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How I lost my phone to Nairobi's best con man

Moi Avenue, with a view of the point where I encountered Nairobi's best con man,
and parted with my phone

A good con requires the highest level of cooperation from the victim.


***
I lost my phone on Friday evening, some time between 6:40 p.m. and 7:10 p.m. I know the time because my receipt indicates I was served at Ukwala Supermaket, Tom Mboya at 6:32 p.m., on the 26th of February, 2016.


Given I'm a brisk walker who avoids crowds, it should not have taken me more than five minutes to get to the area around the Tom Mboya statue on Moi Avenue,  just opposite the Hilton.


My habit of avoiding crowds is what led to what became a tragic decision, to walk along the road and emerge at the bus stop next to Ambassadeur Hotel, rather than walk along the pavement. It is here that I bumped into the villain, Nairobi’s best con man. He was running, kicking a plastic bottle along the road.


He said something to me that I didn't catch, to which I responded with a “huh”? It was only the two of us and lots of buses, for everyone else was using the zebra crossing next to Pizza Inn, then walking past the entrance to Standard Chattered Bank and Mr. Price.


My “huh” response was the second tragic decision, a series that would lead to me losing my prized phone. The chap then rushed back to me and started talking fast, saying he had said “brown”. My highly vain self thought he was talking about my brown shoes. He later would state that he was referring to my complexion. I would also later learn that this was the hook, which I had swallowed hook, line and sinker.



He said he his name was “Erico”, and he was a street boy. He asked to assist me with my shopping, before commenting that it didn't look like it was heavy enough for me to need assistance. He commented that I must be a good person for I was taking my time to listen to a street boy. He then smiles and asks “sikai”?


He is dressed in a black t-shirt with the words “Geek” across his chest. Those who know me will later remark on the irony. I think he was wearing a dark-ish pair of blue, slim jeans. He had black sneakers, with neon green laces and stripes, two neon green stripes. They were either Nike or Adidas. His clothes were not dirty,  but he did have some stink, one that smelt mostly of smoke from a fire.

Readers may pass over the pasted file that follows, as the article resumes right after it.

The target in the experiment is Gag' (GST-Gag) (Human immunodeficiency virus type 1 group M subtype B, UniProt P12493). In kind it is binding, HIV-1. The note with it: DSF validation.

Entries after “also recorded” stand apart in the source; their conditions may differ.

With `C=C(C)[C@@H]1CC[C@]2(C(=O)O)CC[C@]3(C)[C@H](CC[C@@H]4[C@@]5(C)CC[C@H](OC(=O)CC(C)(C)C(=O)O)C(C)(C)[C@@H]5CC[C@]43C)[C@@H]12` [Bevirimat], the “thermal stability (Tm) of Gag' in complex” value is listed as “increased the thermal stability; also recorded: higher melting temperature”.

He is dark, and his face is outlined against his brows, cheeks, leaving him this angular look. He is slim, and he has some residue at the corners of his mouth, probably from chewing khat or some other thing that isn't what we commonly refer to as food.


All this time, we are walking, and come to a stop at some point on the road along Moi Avenue,  just opposite The National Archives. At the time it may have appeared random, but in retrospect the incident reveals this was a well planned move and a well chosen location. Game on.


Erico comments that not many Nairobians stop to talk to chokoras. Wanatudharau. I must be a good person. Ha ha ha! He says that he is a reformed person, and that he has been through the worst. He has stolen, he has been arrested,  spent time in Kamiti Maximum Prison and he is now back to the streets. He has learned crime does not pay, and taking people’s things is not of much benefit. Ha ha ha.


This conversation continues as we stand by the road, inhaling toxic diesel fumes from the buses passing by. Once in a while, a bus empties passengers, who walk by us barely according us any attention.


Erico asks me to help him get off the streets. What he really needs is my help. All he needs is a chance, he would not be on the streets. He asks where I work, for which I mention the neighbourhood, and he says he is ready to take any job, be it sweeping, or really anything. He is an able person and all what he needs is help. I keep wondering why he is very keen in his insisting I help him. That would later be evident.


He then poses a question. Why isn't he a bus conductor? Hii biashara ina weneyewe, si hata wewe unajua. Huwezi toka huko unafanya kazi ukuje tu uingie kwa hii biashara(This business has owners).  


He asks where I live. I volunteer the info. He says that he is ready to even come work there, again, all he needs is my help.


Erico tells me to take his number. Tragic mistake number 3. Now, I have read a lot about the tricks con men use. Whenever a stranger asks you to tell him/her the time, you are about to lose your watch or phone. But Erico had ensured that we were no strangers. Or were we? Plus it would be rude not to at least take his number. Lol.


He gives me a number in series of three, but in retrospect, the way he tells it, it is a guessed number. This was a trick to get me to reveal where my phone was. It may also have been a trick to get me to reveal what my unlock code was.